Life with the Girls

Waging Peace

After enduring merciless teasing about the size of her chest from classmates while she was growing up, Karla Walsh went to war against her own body. In this month’s ” Life with the Girls,” find out how she eventually brokered a ceasefire.line

Karla Walsh in a much better place with her body

Back in 1999, certain things in my seventh grade-life were welcome in super-sized packages: Boy Meets World episodes. Jelly Roll pens. Packs of Gushers.

But not my breasts.

As a self-conscious, early-to-puberty tween, I would have done anything to hit “pause” on the growth of my genetically well-endowed breasts—especially once a particular phys ed class filled with jumping jacks earned me the nickname “Big Tit Karla” (or BTK if you needed to save time). In fact, I tried to do many things to minimize myself, from doubling up on sports bras to wearing baggy clothes to slouching my shoulders to back-pain-inducing levels.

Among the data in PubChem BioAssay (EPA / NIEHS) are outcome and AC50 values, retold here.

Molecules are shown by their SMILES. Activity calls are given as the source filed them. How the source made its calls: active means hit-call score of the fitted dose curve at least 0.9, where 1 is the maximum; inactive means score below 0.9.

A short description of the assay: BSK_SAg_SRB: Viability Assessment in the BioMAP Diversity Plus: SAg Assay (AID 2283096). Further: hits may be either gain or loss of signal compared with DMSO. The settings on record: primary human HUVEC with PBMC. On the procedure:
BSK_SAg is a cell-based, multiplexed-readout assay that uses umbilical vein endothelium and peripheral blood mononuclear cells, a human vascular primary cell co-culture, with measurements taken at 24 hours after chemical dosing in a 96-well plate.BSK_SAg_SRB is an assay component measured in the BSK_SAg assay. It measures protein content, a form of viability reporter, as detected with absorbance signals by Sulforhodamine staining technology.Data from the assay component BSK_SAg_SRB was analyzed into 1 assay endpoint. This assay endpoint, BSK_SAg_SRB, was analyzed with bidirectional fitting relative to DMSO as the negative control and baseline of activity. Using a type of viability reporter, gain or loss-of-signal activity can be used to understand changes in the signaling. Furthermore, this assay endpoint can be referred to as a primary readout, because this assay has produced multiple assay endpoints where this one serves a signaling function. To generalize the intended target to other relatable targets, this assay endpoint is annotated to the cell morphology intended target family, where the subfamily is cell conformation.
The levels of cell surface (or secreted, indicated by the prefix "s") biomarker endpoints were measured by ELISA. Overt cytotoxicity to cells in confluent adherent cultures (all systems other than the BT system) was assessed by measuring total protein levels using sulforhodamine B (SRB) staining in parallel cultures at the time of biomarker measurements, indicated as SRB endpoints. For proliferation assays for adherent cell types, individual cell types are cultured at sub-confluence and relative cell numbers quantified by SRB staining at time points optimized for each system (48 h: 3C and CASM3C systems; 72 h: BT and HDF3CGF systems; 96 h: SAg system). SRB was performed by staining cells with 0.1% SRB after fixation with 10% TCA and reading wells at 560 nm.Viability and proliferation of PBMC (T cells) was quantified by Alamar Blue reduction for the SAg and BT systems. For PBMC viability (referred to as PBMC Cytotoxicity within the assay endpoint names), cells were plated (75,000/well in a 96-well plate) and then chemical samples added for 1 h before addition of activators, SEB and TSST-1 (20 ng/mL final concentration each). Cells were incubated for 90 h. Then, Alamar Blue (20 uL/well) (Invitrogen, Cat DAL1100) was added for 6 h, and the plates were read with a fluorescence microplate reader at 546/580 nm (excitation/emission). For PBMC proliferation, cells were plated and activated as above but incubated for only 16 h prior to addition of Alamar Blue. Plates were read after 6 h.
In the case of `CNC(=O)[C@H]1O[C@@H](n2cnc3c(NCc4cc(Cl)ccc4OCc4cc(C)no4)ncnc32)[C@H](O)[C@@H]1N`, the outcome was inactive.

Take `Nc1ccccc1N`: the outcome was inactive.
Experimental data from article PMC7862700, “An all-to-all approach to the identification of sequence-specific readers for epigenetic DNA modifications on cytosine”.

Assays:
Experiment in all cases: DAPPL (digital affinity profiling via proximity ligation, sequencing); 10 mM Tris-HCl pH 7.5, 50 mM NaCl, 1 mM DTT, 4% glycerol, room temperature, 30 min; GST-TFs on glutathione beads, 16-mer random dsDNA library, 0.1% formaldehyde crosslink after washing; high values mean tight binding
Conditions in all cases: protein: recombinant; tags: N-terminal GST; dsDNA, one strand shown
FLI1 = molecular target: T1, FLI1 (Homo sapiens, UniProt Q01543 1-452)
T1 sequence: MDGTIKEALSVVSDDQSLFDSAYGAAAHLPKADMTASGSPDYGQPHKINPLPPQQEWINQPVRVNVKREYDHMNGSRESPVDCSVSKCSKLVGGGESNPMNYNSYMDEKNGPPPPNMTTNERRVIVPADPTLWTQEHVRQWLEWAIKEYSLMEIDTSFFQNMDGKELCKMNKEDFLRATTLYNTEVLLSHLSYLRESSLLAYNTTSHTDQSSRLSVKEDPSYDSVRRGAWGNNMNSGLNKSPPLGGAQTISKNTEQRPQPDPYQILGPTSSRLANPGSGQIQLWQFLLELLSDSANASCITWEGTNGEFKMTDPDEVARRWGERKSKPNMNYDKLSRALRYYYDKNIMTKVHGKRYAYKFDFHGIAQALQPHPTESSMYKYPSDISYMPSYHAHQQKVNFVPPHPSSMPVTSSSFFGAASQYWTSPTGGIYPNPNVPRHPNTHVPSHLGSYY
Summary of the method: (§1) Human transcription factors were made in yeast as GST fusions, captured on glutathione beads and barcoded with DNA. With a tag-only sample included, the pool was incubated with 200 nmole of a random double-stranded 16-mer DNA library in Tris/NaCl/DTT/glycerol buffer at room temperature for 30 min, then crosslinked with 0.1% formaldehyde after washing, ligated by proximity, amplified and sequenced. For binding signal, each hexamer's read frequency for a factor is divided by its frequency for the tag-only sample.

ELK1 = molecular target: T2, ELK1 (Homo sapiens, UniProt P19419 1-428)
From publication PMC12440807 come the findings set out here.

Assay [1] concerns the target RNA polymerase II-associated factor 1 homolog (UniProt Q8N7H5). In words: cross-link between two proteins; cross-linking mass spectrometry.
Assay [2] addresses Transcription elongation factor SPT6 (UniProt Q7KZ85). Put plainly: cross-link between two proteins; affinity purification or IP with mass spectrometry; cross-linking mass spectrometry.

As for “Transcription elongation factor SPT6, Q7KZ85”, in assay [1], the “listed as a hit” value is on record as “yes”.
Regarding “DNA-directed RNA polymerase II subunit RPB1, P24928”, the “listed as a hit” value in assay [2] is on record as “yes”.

I felt so awkward about my chest that I wouldn’t even mention it to my own mother. Instead, on my way to declaring all-out war on my breasts, I decided to enlist in boot camp. As a Type-A perfectionist problem solver, I knew I could “fix” things and prove those classmates wrong, that I amounted to more than the sum of my parts.

The mission: Lose weight to lose breast size…and hopefully, along the way, gain acceptance from myself and my peers.

Turns out I can be damn good at things I set my mind to.

It started with one-mile jogs around the neighborhood, then I added 30-minute elliptical sessions and 30-minute rounds of weightlifting. Soon, those Gushers, my chicken nugget habit and other high-calorie, high-fat foods were given their marching orders. More exercise. Less food. Repeat. And one day, 180-pound me had somehow done a magical disappearing act. I looked down at the scale read-out: 94 pounds.

At that very moment, I felt scared. In control yet out of control. And as heartbreaking as it seems admitting it today, I can’t lie: I did feel a twinge of pride. Those DDs were now AAs, and my classmates sure couldn’t taunt me about that anymore.